Ontological Argument

Anselm & Descartes et al

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  • Created by: Amy
  • Created on: 29-04-12 17:09

Anselm & Gaunilo

  • "God is the most perfect being"
  • aliquid quo nihil maius cogitari possit -'that than which no greater can be thought'
  • Even the fool (someone who does not believe in God) undestands that
  • To be perfect, God must exist
  • Therefore God must exist otherwise we should be able to conceive of something greater, than that which nothing greater can be conceived – which is absurd.

  • Gaunilo: how can you say something must exist because you have given it a definition of being perfect? It is absurd; it would mean that anything must exist, e.g. a perfect island or a unicorn. "my unicorn is different to everyone else's unicorn" - same of God?
  • Anselm’s answer was that an island could conceivably not exist – it depends on external factors.  It has contingent existence, whereas God, by his very nature, has necessary existence.  It is inconceivable to think that God might not exist.
  • reductio ad absurdum” "There is no God”. By making this denial, argues Anselm, the fool has the idea of ‘God’ in his mind. However, because of the definition of God and with existence being part of that greatness, then it follows that God must exist.
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Cont.

  • Arthur Schopenhauer (1788-1860), referred to the ontological argument as a ‘sleight of hand trick’ and ‘a charming joke’ and the argument strikes many people as suspicious in some way.

    Detailed Gaunilo:

    • I can conceive of the most real and perfect island
    • It is greater to exist in the mind and in reality than to exist in the mind alone
    • So this lost but perfect island must exist in reality as well as in the mind
    • The notion of a real and perfect island is absurd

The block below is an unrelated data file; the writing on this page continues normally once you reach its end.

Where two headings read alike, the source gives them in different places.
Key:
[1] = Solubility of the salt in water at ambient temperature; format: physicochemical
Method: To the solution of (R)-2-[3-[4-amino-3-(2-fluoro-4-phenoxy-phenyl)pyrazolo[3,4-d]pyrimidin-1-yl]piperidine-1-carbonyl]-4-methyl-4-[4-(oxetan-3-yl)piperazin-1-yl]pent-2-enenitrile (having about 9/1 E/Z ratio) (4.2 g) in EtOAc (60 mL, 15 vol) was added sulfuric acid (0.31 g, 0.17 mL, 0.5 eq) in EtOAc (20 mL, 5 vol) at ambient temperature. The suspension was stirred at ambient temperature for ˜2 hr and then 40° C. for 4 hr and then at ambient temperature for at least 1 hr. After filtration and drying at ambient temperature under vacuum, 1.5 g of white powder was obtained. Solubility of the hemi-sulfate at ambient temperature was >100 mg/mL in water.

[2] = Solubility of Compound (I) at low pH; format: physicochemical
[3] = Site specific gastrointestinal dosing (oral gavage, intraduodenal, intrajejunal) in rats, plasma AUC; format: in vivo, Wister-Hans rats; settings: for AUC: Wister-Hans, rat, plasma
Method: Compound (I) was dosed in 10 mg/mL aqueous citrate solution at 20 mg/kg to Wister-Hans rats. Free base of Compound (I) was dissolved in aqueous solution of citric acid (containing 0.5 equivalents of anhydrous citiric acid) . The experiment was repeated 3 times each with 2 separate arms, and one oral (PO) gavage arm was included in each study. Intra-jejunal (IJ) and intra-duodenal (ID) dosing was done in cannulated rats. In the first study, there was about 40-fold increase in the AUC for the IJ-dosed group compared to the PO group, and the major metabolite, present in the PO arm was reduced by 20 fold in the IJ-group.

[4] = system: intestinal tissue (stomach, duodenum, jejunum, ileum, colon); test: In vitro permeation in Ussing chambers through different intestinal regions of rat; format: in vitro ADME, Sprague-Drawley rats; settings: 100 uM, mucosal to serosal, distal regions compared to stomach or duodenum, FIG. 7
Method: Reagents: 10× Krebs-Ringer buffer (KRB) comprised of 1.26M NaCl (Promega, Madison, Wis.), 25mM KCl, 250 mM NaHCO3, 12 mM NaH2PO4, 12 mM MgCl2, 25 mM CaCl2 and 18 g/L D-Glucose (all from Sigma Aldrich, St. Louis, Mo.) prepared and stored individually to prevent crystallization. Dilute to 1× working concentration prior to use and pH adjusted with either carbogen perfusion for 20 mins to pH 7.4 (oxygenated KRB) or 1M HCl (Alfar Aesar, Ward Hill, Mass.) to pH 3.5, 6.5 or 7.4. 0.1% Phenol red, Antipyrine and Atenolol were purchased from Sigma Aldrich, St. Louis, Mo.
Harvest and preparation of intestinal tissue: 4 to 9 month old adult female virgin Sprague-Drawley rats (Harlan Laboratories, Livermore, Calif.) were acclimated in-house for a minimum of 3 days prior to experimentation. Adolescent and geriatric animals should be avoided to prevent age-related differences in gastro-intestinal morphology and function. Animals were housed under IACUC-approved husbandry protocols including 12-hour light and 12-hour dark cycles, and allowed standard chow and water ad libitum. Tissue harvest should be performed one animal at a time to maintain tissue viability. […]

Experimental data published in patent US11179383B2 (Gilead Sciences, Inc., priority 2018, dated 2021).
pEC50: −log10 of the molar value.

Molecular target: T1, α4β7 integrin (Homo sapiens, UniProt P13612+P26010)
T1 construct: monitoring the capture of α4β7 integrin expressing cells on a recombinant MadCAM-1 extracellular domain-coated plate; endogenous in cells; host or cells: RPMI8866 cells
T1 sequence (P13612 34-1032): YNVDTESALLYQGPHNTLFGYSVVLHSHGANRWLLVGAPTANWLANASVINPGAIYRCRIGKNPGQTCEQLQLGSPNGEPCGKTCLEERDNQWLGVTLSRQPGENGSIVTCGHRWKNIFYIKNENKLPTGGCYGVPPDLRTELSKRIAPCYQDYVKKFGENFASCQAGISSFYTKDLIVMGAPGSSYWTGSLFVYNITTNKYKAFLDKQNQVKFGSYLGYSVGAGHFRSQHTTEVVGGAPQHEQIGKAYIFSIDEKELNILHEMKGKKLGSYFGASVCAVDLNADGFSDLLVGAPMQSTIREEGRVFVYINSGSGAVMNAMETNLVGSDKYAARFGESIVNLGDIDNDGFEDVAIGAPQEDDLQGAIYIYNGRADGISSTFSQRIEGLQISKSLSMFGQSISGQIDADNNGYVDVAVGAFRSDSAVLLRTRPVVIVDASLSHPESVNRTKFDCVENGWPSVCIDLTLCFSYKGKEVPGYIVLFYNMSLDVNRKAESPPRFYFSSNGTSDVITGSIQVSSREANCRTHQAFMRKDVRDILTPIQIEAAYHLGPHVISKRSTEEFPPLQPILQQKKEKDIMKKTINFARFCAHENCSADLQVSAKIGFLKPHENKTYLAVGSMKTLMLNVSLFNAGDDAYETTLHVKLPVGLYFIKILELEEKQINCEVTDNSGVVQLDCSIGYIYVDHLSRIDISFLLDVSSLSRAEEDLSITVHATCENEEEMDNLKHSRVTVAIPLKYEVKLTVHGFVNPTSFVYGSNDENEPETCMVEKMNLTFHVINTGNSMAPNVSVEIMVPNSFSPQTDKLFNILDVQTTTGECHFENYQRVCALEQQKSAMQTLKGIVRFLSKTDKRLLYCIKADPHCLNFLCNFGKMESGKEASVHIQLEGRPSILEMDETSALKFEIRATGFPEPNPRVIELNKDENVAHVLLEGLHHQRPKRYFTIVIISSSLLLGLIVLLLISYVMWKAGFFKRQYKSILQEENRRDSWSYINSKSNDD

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Descartes

  • We have an imprinted knowledge of God (innate) “The baby in the womb has in itself the ideas of God”
  • Knowledge of God can be compated to Maths (it cannot be doubted)
  • God compared to a triangle: in their nature, or defintion, is immutable. By defintion, a triangle has 3 sides and adds up to 180 degrees. It's inconceivable to think of a triangle without these properties.
  • Same principle as Anselm: the definition is perfection and must therefore exist.
  • "It would therefore be inconceivable to think of God withotu the property of existence"
  • Only God had the defintion of perfection; therefore existence becomes a defintion of God.
  • God must exist, like a mountain must have a valley
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Kant's Response to Descartes

  • Definitions are made of predicates, that give us a description or clear picture of what we are defining.
  • Existence is not a predicate, and therefore cannot be used as part of God's definition.
  • If you have a triangle - it is true that you must have 3 sides and angles - but you don't have to have the triangle in the first place
  • The same is true of God

HOWEVER

  • Charles Hartshorne things that existence is a predicate
  • because it gives us additional information
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Russell and Moore

Russell: 

If we are referring to something; it is assumed we are referring to something that exists, rather than something imaginary.

HOWEVER... we can easily refer to a unicorn; a work of fiction.

Moore:

  • "Some tame tigers do not growl" - meaningful statement,  as it tells us such beings exist and a describes a characteristic of the aforementioned being
  • "Tame tigers do not exist" is a meaningless statement as we learn nothing from it, apart from the fact that they do not exist; therefore we should not even talk about them
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Comments

Lauren Clayton

I really like this, very useful and detailed, thanks!

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